2nd June 2017
The UK’s six biggest mortgage lenders are penalising customers who slip onto their Standard Variable Rates (SVR) with a £3,2421 hike in annual interest repayments according to research from online mortgage broker Trussle. The firm says this is more than a month’s income for the average household2.
The research, entitled the Mortgage Saver Review, compares average SVRs and two-year-fixed rates from 76 lenders over a six-month period. It says that borrowers with Lloyds, Nationwide, Santander, RBS, Barclays, and HSBC, which collectively serve 69%3 of the market, would see their monthly interest rate jump by an average of 2.5% when automatically transferred from a leading two-year fixed rate to an SVR at the end of their fixed period.
While most of the UK’s 11.1 million4 mortgage borrowers do successfully remortgage before being moved to a SVR, a vast number fail to do so. Of the three million households currently on a lender’s SVR, around one million5 are ‘mortgage prisoners’, unable to switch, as the introduction of stricter borrowing rules means they’re failing to meet the criteria for a new mortgage. However, close to two million people on SVRs could switch immediately. This group constitutes 18% of the mortgage borrowing population, and they are collectively overpaying lenders by £9.8 billion6 in interest payments every year.
A ‘switching inertia’ crisis
The research 7 found that one of the main reasons so many people languish on SVRs is due to lack of awareness among borrowers. A staggering two thirds (65%) of UK mortgage holders don’t know that a lender’s SVR is typically worse value than a fixed rate, while one in four (24%) have no idea what ‘SVR’ even stands for.
Equally alarming, almost half (48%) of UK mortgage holders don’t know when their fixed rate period comes to an end. Delaying remortgaging by just a month would cost £272.50 for a borrower at one of the UK’s top six lenders.
Another factor contributing to this switching inertia is the negative experience so many people have when securing their first mortgage – which in turn stops people from proactively managing their loan. Two in five (41%) of the borrowers we spoke to in the study recalled the experience of getting their first mortgage negatively and one in ten (8%) even admit to crying during the process.
Ishaan Malhi, CEO and founder of Trussle said: “The results of this inaugural Mortgage Saver Review highlight the need for the mortgage sector to better educate borrowers and simplify a raft of unfair practices. Borrowers are being put at a huge disadvantage by not understanding the implications of lapsing onto their lender’s Standard Variable Rate. This costs UK homeowners an alarming £10 billion a year in interest payments.
“The industry, its regulators, and the UK government can address these challenges by working together. Potential solutions could be to agree a reasonable upper limit on SVRs, and a system where lenders are not only obliged to warn their mortgage customers well in advance of their fixed rate coming to an end, but also to confirm receipt of this notification.”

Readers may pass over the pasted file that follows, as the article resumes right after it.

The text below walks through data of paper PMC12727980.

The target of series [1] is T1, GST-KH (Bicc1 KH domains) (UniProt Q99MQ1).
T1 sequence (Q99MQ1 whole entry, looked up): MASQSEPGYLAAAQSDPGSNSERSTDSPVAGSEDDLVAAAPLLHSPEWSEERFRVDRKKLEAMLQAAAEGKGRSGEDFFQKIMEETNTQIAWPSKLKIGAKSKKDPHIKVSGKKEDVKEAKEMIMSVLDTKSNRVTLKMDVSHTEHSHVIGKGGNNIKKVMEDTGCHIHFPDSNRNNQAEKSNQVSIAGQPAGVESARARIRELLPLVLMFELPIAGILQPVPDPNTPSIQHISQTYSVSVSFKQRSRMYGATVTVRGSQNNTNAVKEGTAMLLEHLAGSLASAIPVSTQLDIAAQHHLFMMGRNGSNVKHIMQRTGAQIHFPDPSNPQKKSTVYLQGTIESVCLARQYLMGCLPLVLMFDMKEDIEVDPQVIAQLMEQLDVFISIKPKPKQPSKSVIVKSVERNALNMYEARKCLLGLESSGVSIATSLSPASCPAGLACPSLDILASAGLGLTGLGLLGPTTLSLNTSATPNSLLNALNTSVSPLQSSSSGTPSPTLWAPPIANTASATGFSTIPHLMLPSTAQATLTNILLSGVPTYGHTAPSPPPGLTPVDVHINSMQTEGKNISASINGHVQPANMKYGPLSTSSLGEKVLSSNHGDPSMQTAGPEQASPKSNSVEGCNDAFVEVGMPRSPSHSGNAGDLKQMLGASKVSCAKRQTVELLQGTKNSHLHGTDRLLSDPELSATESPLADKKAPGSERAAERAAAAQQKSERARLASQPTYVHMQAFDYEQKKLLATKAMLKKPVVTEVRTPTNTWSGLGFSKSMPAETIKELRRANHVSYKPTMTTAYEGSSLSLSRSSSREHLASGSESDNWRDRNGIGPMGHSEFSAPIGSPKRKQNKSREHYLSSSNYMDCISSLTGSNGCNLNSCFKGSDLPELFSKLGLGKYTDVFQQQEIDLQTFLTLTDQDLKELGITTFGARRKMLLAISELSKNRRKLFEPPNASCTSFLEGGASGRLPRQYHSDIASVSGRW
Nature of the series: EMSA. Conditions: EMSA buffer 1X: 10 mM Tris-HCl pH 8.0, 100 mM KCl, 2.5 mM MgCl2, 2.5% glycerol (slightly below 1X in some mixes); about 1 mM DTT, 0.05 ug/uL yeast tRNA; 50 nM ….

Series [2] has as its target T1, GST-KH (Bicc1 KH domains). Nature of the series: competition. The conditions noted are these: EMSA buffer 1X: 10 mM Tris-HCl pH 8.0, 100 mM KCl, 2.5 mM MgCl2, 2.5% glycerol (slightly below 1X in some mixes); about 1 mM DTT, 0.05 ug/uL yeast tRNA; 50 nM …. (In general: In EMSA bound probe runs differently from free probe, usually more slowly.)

1 Methodology for the £3,242 figure:
The table below shows the average leading two-year fixed rate and average SVR for the Big Six banks, over a six-month period
|Bank||Market share 2015||SVR||Best 2yr fixed rate|
|Santander UK Plc||11.9%||4.50%||1.31%|
|Royal Bank Of Scotland||11.2%||3.82%||1.32%|
To make the figure representative of the average Big Six mortgage customer, we have accounted for the market share of each by calculating a weighted average for the best two-year fixed and average SVR over six months.
The weighted average two-year fixed came to 1.41% and the weighted average SVR came to 3.91%
These two rates were then applied to an average house price in January 2017 (when mortgage analysis was carried out) of £218,000. Using a 60% LTV, the average mortgage size becomes £130,800.
£130,800 * 1.41% = £1,815.95 interest owed in the first year on average 2-year fixed
£130,800 * 3.91% = £5,058.25 interest owed in the first year on average SVR
£5,058.25 – £1,815.95 = £3,242.3 is the difference in in interest owed between the two.
2 ONS Household disposable income and inequality in the UK: financial year ending 2016: https://www.ons.gov.uk/peoplepopulationandcommunity/personalandhouseholdfinances/incomeandwealth/bulletins/householddisposableincomeandinequality/financialyearending2016#main-points
3 CML UK mortgage lenders by gross lending: https://www.cml.org.uk/news/news-and-views/challenger-banks-and-specialist-lenders-showed-strongest-growth/
4 CML UK mortgage key facts: https://www.cml.org.uk/industry-data/key-uk-mortgage-facts/
5 AMI quarterly economic bulletin: http://www.mortgagesolutions.co.uk/your-community/2016/11/09/mortgage-prisoners-still-struggling-marketwatch/
6 Average house price January 2016 was £218,000, assuming 60% LTV means average mortgage value of £130,800. The average SVR in January 2017 was 4.77%, and the best 2 year fixed rate was 0.98% from Yorkshire Building Society. £130,800 at 4.77% = £6,178.73 interest owed in the first year, £130,800 at 0.98% = £1,261.03 interest owed the first year, £6178.73 – £1261.03 = £4,917.7. £4,917.7 x 2 million people = £9.83 billion
7 OnePoll nationally representative survey of 2,000 UK mortgage borrowers carried out in April 2017